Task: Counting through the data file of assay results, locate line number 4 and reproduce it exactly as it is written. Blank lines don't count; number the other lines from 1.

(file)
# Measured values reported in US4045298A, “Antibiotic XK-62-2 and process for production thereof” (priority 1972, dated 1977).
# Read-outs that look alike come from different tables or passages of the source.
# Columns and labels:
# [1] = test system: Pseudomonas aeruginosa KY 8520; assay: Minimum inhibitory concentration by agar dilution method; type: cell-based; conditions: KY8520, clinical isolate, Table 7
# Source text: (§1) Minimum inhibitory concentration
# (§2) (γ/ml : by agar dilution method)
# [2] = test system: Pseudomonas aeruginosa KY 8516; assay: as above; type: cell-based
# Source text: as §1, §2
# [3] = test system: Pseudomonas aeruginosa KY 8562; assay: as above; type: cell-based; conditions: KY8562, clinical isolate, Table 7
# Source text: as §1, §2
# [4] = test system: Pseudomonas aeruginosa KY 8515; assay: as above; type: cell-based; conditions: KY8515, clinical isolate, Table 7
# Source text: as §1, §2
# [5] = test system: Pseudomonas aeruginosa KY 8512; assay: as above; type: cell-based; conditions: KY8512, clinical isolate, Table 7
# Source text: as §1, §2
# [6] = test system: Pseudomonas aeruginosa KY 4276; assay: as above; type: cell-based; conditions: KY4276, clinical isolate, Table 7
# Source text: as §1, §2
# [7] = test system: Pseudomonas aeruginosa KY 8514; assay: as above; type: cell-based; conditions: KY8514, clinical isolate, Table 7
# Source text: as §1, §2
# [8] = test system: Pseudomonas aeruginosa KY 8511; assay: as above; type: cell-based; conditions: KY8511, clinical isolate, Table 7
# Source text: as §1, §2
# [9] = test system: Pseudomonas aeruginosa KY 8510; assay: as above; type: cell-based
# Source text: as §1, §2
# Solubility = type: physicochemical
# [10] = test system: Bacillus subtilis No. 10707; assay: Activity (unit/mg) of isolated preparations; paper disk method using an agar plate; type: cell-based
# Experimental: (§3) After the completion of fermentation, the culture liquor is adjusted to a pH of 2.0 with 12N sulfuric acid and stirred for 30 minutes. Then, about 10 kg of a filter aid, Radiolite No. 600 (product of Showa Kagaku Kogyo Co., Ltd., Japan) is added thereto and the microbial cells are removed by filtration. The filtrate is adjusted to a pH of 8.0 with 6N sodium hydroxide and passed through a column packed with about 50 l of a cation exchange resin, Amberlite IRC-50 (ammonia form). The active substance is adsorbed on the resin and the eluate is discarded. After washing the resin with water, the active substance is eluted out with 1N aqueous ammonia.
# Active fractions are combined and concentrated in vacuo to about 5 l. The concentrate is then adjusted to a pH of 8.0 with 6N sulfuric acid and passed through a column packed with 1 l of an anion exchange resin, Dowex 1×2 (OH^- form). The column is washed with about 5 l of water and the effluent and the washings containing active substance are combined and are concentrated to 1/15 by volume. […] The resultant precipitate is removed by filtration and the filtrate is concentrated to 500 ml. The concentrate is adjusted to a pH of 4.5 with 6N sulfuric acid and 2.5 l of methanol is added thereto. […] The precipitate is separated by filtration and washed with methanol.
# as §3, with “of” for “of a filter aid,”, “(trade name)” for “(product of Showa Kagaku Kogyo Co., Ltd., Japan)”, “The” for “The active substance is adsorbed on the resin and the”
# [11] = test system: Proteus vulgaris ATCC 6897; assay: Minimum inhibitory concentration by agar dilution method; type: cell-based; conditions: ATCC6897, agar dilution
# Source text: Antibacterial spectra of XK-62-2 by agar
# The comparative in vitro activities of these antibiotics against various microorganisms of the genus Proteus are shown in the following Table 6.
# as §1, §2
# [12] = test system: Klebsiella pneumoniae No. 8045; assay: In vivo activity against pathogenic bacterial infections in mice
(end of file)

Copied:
# [1] = test system: Pseudomonas aeruginosa KY 8520; assay: Minimum inhibitory concentration by agar dilution method; type: cell-based; conditions: KY8520, clinical isolate, Table 7